Womens Rights in Israel Israeli women created Bat Shalom; a feminist peace organization of Israeli women It works toward a just peace between Israel and its Arab neighbors that includes recognition of a Palestinian state side-by-side with Israel and Jerusalem as the capital of both. Within Israel, Bat Shalom works toward a more just and democratic society shaped equally by men and women.
Womens Rights in Egypt Egyptian women won the right to divorce there husbands in February of 2000 In 1997, a poll done by government's National Population Center shows that 35 percent of Egyptian wives polled had been beaten at least once by their husbands. Of the beaten wives, nearly 70 percent were attacked after refusing sex and 7.3 percent of the victims were pregnant. But about 70 percent of all the wives polled also said that such treatment was justified if a woman spoke to her husband ``in an improper way. The study polled 7,000 wives 15 to 49 years old. the National Population Council published a poll, also done in 1997 indicating that about 80 percent of Egyptian women consider female genital mutilation a positive tradition. The council, which did not reveal the extent of its sample, also said 97 percent of married women polled had undergone some degree of the procedure to remove some or all external sex organs.
Womens Rights in Iran In 1994, a married Iranian woman was stoned to death in Tehran's Evin prison for adultery. In 1994, Iran's officials have annulled the decision by the National Iranian soccer federation to allow women to watch soccer games. The annulment came in coordination with the head of Iran's athletic organization, Mostapha Hashemi-Taba. In a statement, the federation had said for the first time since the Islamic Resolution in 1979, families are permitted to watch soccer games. Since 1979, women have been banned from appearing publicly in sport's centers in the presence of men.
Womens Rights in Jordan and Kuwait In both Jordan and Kuwait, men who murder female family members in the name of preserving the "honor" of the family, are, at most, are convicted of manslaughter and sentenced to 3 years in prison.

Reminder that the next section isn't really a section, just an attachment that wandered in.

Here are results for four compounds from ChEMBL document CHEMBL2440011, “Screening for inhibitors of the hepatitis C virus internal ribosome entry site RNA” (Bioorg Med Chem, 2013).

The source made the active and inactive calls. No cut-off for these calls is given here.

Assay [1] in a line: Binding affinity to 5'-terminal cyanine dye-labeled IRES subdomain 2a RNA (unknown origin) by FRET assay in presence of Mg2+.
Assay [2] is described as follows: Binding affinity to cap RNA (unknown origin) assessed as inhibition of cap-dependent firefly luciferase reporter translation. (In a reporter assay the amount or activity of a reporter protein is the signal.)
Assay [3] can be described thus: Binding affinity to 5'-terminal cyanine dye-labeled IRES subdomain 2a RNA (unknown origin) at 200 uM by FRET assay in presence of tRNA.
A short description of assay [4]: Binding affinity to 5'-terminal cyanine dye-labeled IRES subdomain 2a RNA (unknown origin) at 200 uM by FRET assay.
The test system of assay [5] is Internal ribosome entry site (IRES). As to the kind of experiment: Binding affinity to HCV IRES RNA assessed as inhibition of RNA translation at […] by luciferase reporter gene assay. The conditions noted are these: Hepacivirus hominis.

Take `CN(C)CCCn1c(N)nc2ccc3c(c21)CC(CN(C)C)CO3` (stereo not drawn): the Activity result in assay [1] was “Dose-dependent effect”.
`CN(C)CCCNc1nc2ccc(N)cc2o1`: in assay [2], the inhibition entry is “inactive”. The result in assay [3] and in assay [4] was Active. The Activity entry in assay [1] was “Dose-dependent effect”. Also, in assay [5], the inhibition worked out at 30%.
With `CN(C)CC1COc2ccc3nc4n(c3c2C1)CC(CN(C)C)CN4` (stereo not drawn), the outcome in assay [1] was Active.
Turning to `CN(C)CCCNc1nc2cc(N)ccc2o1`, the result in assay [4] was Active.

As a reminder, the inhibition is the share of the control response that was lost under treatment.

Womens Rights in Saudi Arabia A ccording to the report from Amnesty International, Saudi women faced discrimination in almost all aspects of life: decision-making, education, and work. They are not allowed to travel outside the country without the written permission of a male relative. They are not allowed to drive. They are not allowed to go out in public without the presence of a brother or uncle to whom marriage will not be permitted. Men are allowed to marry up to four wives, and can divorce a woman instantaneously. A woman may obtain a divorce if her husband fails to maintain her, if he is impotent, or if he abandons her or treats her cruelly.
Womens Rights in Afghanistan Since the Taliban became a military and political force in late 1994, women and girls have b ecome virtually invisible in Taliban controlled portions of the country. Women are not allowed to attend school. Women are not allowed to appear outside the home unless wearing a head to toe covering called a burqa. Women in need of medical treatment could only get that treatment from another female. This is next to impossible for almost all of the female workers lost there jobs.
Womens Rights in Turkey Turkish women detainees, and some men, are subjected to rape and other forms of sexual assault while in custody for both political and ordinary crimes. Although there are strong cultural inhibitions against reporting sexual torture, Amnesty International nevertheless frequently receives allegations from women of rape. Women in Turkey are often subjected to virginity testing.